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Women as vectors of disease: The problem with ill-thought campaigns
Catherine Makoni
December 07, 2009

I have been listening to, watching and reading the series of adverts by NAC, DFID, and PSI and endorsed by the Ministry of Health with concern. I am referring to the adverts dealing with the issue of small houses. At a meeting some time last year at which Wellington Mushayi from PSI presented his findings on the issue of concurrent multiple relationships, l problematised a number of their findings. I also problematised the way he presented his data. In particular l found offensive his use of the word hure in the title of their research report titled "Small House, Hure, Sugar Daddies, and Garden Boys: A Qualitative Study of Heterosexual Concurrent Partnerships Among Men and Women in Zimbabwe, 2007"

My contention then and now is that the acceptability of the use of hure in this research was not an accident. Nor was it just a case of the researchers being objective. It reflected the patriarchal world view of the research team. I remember him justifying the use of this word on the grounds that it was merely meant to reflect what was coming out in the findings. But that does not wash. The research was done mainly in local languages. They translated the responses and they maintained the word hure even after this translation. What did they want to communicate?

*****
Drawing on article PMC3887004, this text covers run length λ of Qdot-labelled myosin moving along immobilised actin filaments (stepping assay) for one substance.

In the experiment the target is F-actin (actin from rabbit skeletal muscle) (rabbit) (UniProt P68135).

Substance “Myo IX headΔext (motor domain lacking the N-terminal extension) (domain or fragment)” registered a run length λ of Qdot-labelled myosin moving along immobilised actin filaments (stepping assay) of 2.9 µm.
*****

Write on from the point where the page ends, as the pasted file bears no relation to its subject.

Listening to him recite the responses from their study l was struck by the apparent conflation of hure to denote women who do not conform to societal notions of a "decent" woman. An analysis of the responses by their study respondents shows that women who are paid for sex, women who had more than one partner, women who could "do any style "to satisfy men, small houses, divorced women all seemed to have been classified as mahure. In the sense that they are the "other"; characterised by their sexual experience, sexual independence and unmarried. It is the unspoken implication that runs through their findings. Women who are unmarried, divorced, and single or in sexual relationships considered out of the norm are all endowed either with mythical sexual wiles meant to ensnare men or are all after men's money. They are mahure; either because of their sexual wiles (honey in a jar) "Most men who have hures (commercial sex workers) find it difficult to enjoy a variety of sexual styles with their wives. But he can do such things with a hure because she accepts any style that a man might like." (urban male, under 25 years); or because they purportedly sell sex in exchange for money and other goods. (Witness the men in the PSI advert bearing gifts to satisfy the greedy and sexually depraved small house.) In the research the justification for small houses is that, "I will then have a small house where I know the welcome is great. The sexual styles she offers are way ahead of my wife; her appearance is smarter too. The small house accepts me as I am". The common thread between the sex worker and the small house is that they are both able to offer different sexual styles not offered by the wife, i.e. sexually accomplished. Fast forward to PSI's adverts and we see a conflation of commercial sex workers and small houses; it is not just the sexual accomplishments that these women have in common, both groups are shown as being in it for the money. In the research, they would be identified as mahure - whores. In the PSI adverts, they are identified as "small houses".